World Stamps

Spain’s racial inequality-skin tone stamps announced, withdrawn

May 28, 2021, 4 PM
Spain’s Correos issued a set of four personalized stamps May 25 to bring attention to racial discrimination. In announcing the stamps, Correos said that “we launched a collection of stamps that reflects an unjust and painful reality to which millions of people face every day. The darker the color of the stamp, the less value it will have.” The stamps reportedly were no longer on sale as of May 28.

By Denise McCarty

Spain’s philatelic attempt to draw attention to racial inequality has backfired, drawing widespread criticism from a variety of news media.

This apparently also led to Spain’s Correos withdrawing the stamps from sale only a few days after they were issued.

The premise behind the stamps is summed up this headline from a story on the website of The New York Times: “Spain Issued ‘Equality Stamps’ in Skin Tones. The Darker Ones Were Worth Less.”

Correos unveiled the stamps on its Facebook page May 24, one day before the issue date.

As Correos pointed out in its Facebook posts, May 25 was selected as the issue date to coincide with the first anniversary of the murder of George Floyd in Minneapolis. Derek Chauvin, who was a police officer at the time of Floyd’s death, was found guilty of second-degree unintentional murder, third-degree murder and second-degree manslaughter, on April 21.

The stamps’ release also coincided with European Diversity Month in May.

The four stamps, as they were shown on Correos’ website, are in four different shades that reflect “an unjust and painful reality to which millions of people face every day. The darker the color of the stamp, the less value it will have.”

The stamp in the darkest shade, black, pays the basic postage rate, €0.70. Correos did not list the shades of the stamps, but as they get paler their values are €0.80, €1.50 and €1.60, respectively.

Whether the denominations appear on the stamps or they are nondenominated with the letters, and one letter and numeral — A, A2, B and C — is not known. Linn’s has not seen actual examples of the stamps, but all publicity images include the denominations.

There are two possible reasons why no images of actual stamps could be found: They are personalized stamps not easily available to people outside of Spain and they were produced in extremely limited quantities.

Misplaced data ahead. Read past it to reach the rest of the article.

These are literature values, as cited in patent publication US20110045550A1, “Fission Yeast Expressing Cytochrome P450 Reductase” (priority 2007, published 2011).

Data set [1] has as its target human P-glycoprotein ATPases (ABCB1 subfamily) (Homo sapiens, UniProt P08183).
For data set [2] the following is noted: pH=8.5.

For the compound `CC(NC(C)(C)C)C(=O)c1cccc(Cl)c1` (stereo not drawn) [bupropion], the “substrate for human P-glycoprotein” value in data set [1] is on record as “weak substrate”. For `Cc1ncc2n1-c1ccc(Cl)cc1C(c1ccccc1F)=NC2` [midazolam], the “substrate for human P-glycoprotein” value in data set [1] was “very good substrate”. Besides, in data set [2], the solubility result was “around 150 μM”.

The “Tusello” inscription on the left side of each stamp refers to Correos’ personalized stamp service.

Like many other postal administrations, Correos issues a variety of stamps with designs that cannot be customized as part of its personalized stamp program. For example, in late 2019, Correos released a pack of 10 Protest stamps “with 10 different designs with messages that portray the voices of a generation aware of climate change.”

According to the listing on Correos’ website (https://tienda.correos.es), the quantity produced of the 2019 Protest issue was 1,100 packs.

The listing for the “Equality Stamps” collection has been removed from the website, but when Linn’s visited that page on May 25 the quantity given was 600.

That listing also said (translated into English): “The collection aims to help raise awareness about diversity, inclusion and equal rights.

“At the Post Office, we do not remain on the sidelines in the face of racial discrimination, therefore, in the European Month of Diversity and coinciding with the first anniversary of the murder of George Floyd, we launched a collection of stamps that reflects an unjust and painful reality to which millions of people face every day. The darker the color of the stamp, the less value it will have.

“In this way, we turn each letter and each shipment into a reflection of the inequality that racism creates, and one more step towards its definitive disappearance.”

Correos spelled it out even more clearly in a May 25 press release saying that the stamps will have a different value “depending on the color of the skin they represent: the darker the stamp, the less value it will have, therefore, when making a shipment, it will be necessary to use more black stamps than white ones. In this way, each letter and each shipment will become a reflection of the inequality created by racism.”

The complaints about the stamps came quickly and with them calls to remove the stamps from sale.

A May 27 report by Barry Hatton and Alicia Leon for the Associated Press said that “Antumi Toasije, a historian who heads the government’s Council for the Elimination of Racial or Ethnic Discrimination, urged the postal service to stop selling the stamps.”

The report also mentions his tweet, which says in part (translated from Spanish), “A campaign that outrages those it claims to defend is always a mistake.”

CNN reported May 28 that the stamps had been withdrawn from sale.

This report by Al Goodman, Scottie Andrew and Nicole Chavez said: “Sales of the stamps ended Friday morning, a spokesman for Correos told CNN. He said the postal service ‘will not make comments’ about the criticism the campaign received.

“Asked if the end to the campaign was a reaction to that criticism, he told CNN, ‘It’s not like that.’

“ ‘Correos is an anti-racist company,” said the spokesman who noted that the postal service does not usually specify when a campaign will end.”

In a May 25 press release, Correos said that the stamps were a collaboration with SOS Racismo, and that the “initiative has had the participation of El Chojin, a Spanish rapper and composer who has given voice to the launch campaign for ‘Equality Stamps.’ ”

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